It's super well written and heartbreaking to read (have I mentioned that I was reduced to a weeping puddle of goo the first dozen times I read it?), but, thankfully, it's got a happy ending-- Elmer rises to near stardom when he (*spoiler alert*) uses his kickass homemaking skills to become the first duck EVER to survive the winter without flying south!

Sounds awesome, eh? I'm actually not generally a fan of kids books that go out of their way to make a point. I prefer stories to morals. But color this an exception. Partially cuz it's got something super poignant and important to say. And because the "point" is impeccably woven into an engaging and funny story.

One of my favorite parts is when, at the end, Elmer goes out into the big wide world and realizes that there are, in fact, other ducks like him. Lots of em!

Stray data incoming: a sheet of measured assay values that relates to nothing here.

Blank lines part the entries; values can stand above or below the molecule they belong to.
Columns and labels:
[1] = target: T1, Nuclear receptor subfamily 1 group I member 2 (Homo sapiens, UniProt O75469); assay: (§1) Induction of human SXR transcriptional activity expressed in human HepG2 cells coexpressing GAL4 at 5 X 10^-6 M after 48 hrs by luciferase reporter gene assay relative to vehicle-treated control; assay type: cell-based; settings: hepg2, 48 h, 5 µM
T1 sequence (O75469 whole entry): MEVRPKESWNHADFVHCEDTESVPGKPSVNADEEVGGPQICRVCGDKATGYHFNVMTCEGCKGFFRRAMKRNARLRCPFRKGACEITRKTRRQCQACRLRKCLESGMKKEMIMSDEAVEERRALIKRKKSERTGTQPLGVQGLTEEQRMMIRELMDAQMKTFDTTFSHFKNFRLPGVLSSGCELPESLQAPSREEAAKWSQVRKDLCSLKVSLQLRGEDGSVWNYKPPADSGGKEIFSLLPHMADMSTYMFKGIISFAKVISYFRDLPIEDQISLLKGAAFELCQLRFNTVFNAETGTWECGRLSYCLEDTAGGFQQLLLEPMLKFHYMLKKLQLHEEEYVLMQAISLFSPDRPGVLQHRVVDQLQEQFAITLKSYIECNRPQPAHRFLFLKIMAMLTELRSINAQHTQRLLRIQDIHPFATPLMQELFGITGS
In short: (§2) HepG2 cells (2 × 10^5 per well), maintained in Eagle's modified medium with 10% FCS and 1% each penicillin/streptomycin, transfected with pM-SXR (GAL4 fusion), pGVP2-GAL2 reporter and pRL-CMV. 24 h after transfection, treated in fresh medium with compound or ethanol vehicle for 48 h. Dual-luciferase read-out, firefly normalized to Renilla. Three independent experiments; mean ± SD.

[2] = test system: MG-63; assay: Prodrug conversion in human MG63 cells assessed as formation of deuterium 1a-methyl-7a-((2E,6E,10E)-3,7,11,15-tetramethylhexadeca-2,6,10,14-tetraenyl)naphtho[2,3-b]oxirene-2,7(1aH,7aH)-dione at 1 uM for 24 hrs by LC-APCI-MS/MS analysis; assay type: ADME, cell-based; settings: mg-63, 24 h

It's supposedly written for kids aged 5 - 8, but both my kids (2 and almost 5) love it. So I'm gonna say 2 - 8 :) Depends on the 2 year old. And the 8 year old for that matter. Funny that.

And, yes, the author is *the* Harvey Fierstein.

Friday, May 1, 2009

It's Lego Mania!

Micah's Lego party was a smashing success and I've got the pictures to prove it! Check 'em out here.

I spent the better part of the week concocting all kinds of Lego-stuffs -- including a quaint and colorful house complete with rooftop garden, a robot-airplane (or was it an airplane-robot?), a rocket, two front-end loaders, and a dinosaur with light up eyes (Truth be told, I can only take credit for the head. David assembled the rest of it. But, OMG, the head! *Was* *really* *cool.* Think rows and rows of little pointy teeth. And did I mention the light up eyes?!?) -- only to have them all destroyed within minutes of reaching the playground. Aww well. Such is the transient nature of Lego, I suppose. Plus, Micah had the *time of his life* watching and helping me put it all together, so it's all good.